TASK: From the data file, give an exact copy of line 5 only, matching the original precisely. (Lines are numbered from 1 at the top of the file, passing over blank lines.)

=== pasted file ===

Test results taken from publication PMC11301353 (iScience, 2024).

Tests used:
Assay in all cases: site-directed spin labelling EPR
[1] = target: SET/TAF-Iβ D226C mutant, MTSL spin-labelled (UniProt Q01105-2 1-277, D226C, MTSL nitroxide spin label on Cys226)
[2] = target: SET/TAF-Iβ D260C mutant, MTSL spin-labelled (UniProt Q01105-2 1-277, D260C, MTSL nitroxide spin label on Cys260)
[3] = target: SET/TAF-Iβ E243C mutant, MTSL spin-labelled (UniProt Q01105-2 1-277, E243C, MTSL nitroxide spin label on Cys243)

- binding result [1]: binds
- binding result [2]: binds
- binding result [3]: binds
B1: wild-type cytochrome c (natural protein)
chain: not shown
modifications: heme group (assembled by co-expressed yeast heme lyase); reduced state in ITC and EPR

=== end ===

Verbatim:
[2] = target: SET/TAF-Iβ D260C mutant, MTSL spin-labelled (UniProt Q01105-2 1-277, D260C, MTSL nitroxide spin label on Cys260)